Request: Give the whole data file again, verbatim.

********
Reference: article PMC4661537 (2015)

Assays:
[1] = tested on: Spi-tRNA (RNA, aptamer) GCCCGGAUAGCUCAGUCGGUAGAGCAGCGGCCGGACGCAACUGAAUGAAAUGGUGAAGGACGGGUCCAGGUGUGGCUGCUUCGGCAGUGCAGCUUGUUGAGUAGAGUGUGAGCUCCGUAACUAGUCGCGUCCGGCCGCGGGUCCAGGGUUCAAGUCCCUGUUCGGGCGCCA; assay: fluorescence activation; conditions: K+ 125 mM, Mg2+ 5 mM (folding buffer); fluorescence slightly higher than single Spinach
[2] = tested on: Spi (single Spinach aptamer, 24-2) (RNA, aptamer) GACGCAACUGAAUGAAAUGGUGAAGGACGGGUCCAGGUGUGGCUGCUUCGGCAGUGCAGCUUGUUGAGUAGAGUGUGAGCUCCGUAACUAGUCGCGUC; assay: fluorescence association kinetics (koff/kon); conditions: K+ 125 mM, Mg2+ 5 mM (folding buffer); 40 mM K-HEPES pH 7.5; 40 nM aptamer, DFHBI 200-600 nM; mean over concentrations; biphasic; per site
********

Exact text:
Reference: article PMC4661537 (2015)

Assays:
[1] = tested on: Spi-tRNA (RNA, aptamer) GCCCGGAUAGCUCAGUCGGUAGAGCAGCGGCCGGACGCAACUGAAUGAAAUGGUGAAGGACGGGUCCAGGUGUGGCUGCUUCGGCAGUGCAGCUUGUUGAGUAGAGUGUGAGCUCCGUAACUAGUCGCGUCCGGCCGCGGGUCCAGGGUUCAAGUCCCUGUUCGGGCGCCA; assay: fluorescence activation; conditions: K+ 125 mM, Mg2+ 5 mM (folding buffer); fluorescence slightly higher than single Spinach
[2] = tested on: Spi (single Spinach aptamer, 24-2) (RNA, aptamer) GACGCAACUGAAUGAAAUGGUGAAGGACGGGUCCAGGUGUGGCUGCUUCGGCAGUGCAGCUUGUUGAGUAGAGUGUGAGCUCCGUAACUAGUCGCGUC; assay: fluorescence association kinetics (koff/kon); conditions: K+ 125 mM, Mg2+ 5 mM (folding buffer); 40 mM K-HEPES pH 7.5; 40 nM aptamer, DFHBI 200-600 nM; mean over concentrations; biphasic; per site